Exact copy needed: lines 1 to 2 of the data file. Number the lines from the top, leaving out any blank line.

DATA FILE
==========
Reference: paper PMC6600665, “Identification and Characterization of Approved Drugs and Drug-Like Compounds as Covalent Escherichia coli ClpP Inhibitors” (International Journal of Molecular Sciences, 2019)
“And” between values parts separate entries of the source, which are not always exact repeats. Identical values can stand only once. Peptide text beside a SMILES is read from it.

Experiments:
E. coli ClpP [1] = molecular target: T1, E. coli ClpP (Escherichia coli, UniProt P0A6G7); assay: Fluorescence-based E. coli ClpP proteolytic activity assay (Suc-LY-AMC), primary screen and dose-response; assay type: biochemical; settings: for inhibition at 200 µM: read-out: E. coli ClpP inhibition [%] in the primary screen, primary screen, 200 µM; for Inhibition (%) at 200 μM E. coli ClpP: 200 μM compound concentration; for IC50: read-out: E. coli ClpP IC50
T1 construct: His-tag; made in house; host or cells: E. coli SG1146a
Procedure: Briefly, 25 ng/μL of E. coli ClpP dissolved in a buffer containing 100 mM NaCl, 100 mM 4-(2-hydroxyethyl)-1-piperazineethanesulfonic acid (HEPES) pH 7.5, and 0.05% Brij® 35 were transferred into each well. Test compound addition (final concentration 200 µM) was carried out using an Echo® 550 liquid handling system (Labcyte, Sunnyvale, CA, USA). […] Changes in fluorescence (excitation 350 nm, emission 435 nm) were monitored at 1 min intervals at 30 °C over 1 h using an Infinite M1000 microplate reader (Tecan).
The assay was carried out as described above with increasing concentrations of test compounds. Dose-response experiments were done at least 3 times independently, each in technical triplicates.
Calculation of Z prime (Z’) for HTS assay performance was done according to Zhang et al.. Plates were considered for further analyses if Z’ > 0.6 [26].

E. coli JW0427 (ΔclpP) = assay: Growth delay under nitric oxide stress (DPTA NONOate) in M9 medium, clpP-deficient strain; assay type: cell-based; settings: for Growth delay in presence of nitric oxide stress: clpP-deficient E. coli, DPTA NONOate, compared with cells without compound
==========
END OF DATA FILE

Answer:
Reference: paper PMC6600665, “Identification and Characterization of Approved Drugs and Drug-Like Compounds as Covalent Escherichia coli ClpP Inhibitors” (International Journal of Molecular Sciences, 2019)
“And” between values parts separate entries of the source, which are not always exact repeats. Identical values can stand only once. Peptide text beside a SMILES is read from it.